Named to mark the 10 year span between The Veer Unions’ debut album Time To Break The Spell and their new proposal, Decade is a riveting incitement of fiery melodic rock from the Canadians that simply leaves ears ringing in rousing sound and satisfaction. It is also the first encounter with the band’s latest line-up, one which seems to have lit another emotive and creative fire in the band’s belly.
The successor to the band’s successful 2012 album Divide The Blackened Sky, a well-received offering pushing the band to greater attention, Decade is a collection of ten stirring songs; five new and five unreleased tracks which were written before The Veer Union began and have been ‘brought back to life’ for the band’s new concept album. It makes for a release which takes the listener into the heart of the Vancouver based band’s journey from first breath to now, through their struggles overcoming adversity and the intimacy of vocalist/songwriter Crispin Earl’s own personal battles.
Opener and latest single Defying Gravity, deals with that inner turbulence, being lyrically inspired by Earl’s struggle with depression over the years. It opens with a slightly haunted sonic tempting before unleashing its demons through a hardened rhythmic trespass and irritably grouchy riffs, Earl emotively roaring from the heart of it. It is a striking entrance with a carnivorous snarl but relaxes a touch as melodies unite with kinder intensity as the lyrical sharing begins. Rawer backing provocation from the throat of bassist Amal Wijayanayake intimidates as harmonic tones from the voice of lead guitarist Dan Sittler courts Earl’s swiftly impressive delivery and expression, it all adding to the Three Days Grace/ Sick Puppies like spice blessing the glorious arousal of ears and emotions.
Watch You Lose ensures there is no dip from the heavyweight persuasion of its predecessor, it too slipping into ears with a seductively sinister and elegant sonic caress before enticing grooves wind menacingly around the rapier swings of drummer Tyler Reimer. Rhythm guitarist Ryan Ramsdell simultaneously adds a great nagging essence to the ratty air and nature of the song, his lures matched in more primal kind by Wijayanayake’s bass but sublimely tempered by the sonic enterprise of keys and Sittler’s touch, not forgetting the increasingly impressing and anthemic mix of vocals.
With a mellower climate comes a tempestuous character to the following You Can’t Have It All whilst I Said is a melancholic reflection wrapped in siren-esque ambience around an introspective heart, both tracks providing a gripping infectiousness and emotive drama to get greedy over. The first of the two is another feisty rousing incitement with a Sick Puppies like growl whilst its successor offers a dark serenade leaning more to a Nine Inch Nails like atmospheric immersion.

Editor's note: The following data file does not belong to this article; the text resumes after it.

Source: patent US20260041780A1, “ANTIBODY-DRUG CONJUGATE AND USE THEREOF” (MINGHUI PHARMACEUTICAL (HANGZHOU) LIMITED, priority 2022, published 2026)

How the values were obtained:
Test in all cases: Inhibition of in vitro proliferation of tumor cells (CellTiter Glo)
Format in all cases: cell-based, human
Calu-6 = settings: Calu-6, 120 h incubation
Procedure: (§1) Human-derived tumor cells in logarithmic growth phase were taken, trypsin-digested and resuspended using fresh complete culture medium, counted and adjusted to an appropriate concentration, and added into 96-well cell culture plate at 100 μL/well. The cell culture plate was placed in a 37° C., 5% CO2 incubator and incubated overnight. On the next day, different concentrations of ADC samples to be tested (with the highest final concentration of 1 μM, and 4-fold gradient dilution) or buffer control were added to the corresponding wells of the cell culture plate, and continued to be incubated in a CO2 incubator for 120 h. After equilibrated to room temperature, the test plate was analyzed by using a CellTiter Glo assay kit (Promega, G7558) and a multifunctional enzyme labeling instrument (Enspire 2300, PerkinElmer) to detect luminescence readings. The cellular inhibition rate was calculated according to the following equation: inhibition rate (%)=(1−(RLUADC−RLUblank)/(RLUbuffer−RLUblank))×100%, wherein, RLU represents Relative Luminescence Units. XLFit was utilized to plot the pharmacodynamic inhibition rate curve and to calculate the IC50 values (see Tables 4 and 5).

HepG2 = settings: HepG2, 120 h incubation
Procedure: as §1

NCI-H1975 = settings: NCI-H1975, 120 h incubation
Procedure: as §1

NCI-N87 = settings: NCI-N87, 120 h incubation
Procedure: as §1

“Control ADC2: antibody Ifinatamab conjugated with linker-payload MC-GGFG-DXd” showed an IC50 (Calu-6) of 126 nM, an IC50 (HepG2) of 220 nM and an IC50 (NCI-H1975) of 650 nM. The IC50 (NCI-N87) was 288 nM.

A strong electronic essence also colours the impassioned blaze of Make Believe, its energetic tempting merging with the predatory teeth of the guitars and pungently forceful rhythms. It is a unity of varied and contrasting textures masterfully woven and matched by the rich strains of the vocals linking up with Earl’s potent lead; a perpetually successful collusion as shown quickly after by both the volatile heart cry of We All Will and the similarly dynamic sonic clamour of I Don’t Care. Each feeds ears with individual emotional bellows aligned to thunderous yet carefully uncaged sounds, calms and catchy twists skilfully linked to boisterous and imposing expulsions to impressive results.
The Unwanted is another galvanic encounter bringing thick emotive drama and contagious bait together whilst captivating and firing up the senses, a quality emulated by Heart Attack but with a stronger leaning to virulent melodic catchiness and tantalising caresses than the vigorous confrontation of other tracks, though it too is no lightweight in intensity and passion. The same can be applied to closing song The Underrate, a meaty slice of pop rock with an angst driven pulse and prickly attitude inciting body and vocal chords with an anthemic bawl.
The track is a mighty end summing up the album in heart and creative dexterity. The Veer Union does not have the most original of sounds even if the designs to it are as fresh and inventive as you might wish for, but the band creates an emotive ‘call to arms’ which simply grabs attention as strongly as their thrilling sound treats ears. Here is to the next ten years of such pleasure.
Decade is available from January 29th through Pavement Entertainment.
Upcoming Tour Dates With Bobaflex, Bridge to Grace, and Artifas
2/18 — San Diego, Calif. — Brick by Brick
2/19 — Phoenix, Ariz. — Last Exit Live
2/25 — Lubbock, Texas — Blue Light Live
2/26 — Abilene, Texas — Legends Rock House
2/27 — Tyler, Texas — Clicks Live
3/2 — Shreveport, La. — Hangar 21
3/3 — Crowley, La. — Sam’s Place
3/5 — Madison, Ala. — 11th Frame
3/6 — Destin, Fla. — Club LA
3/9 — Tallahassee, Fla. — Pugs Live
3/10 — Jacksonville, Fla. — Free Birds Live (Save the Arts)
3/11 — Wilmington, N.C. — Cardinal
3/12 — Charlotte, N.C. — Amos Southend
3/19 — Hagarstown, Md. — Hard Times Cafe
3/25 — Kent, Ohio — The Outpost
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Pete RingMaster 29/01/2016
Copyright RingMaster: MyFreeCopyright
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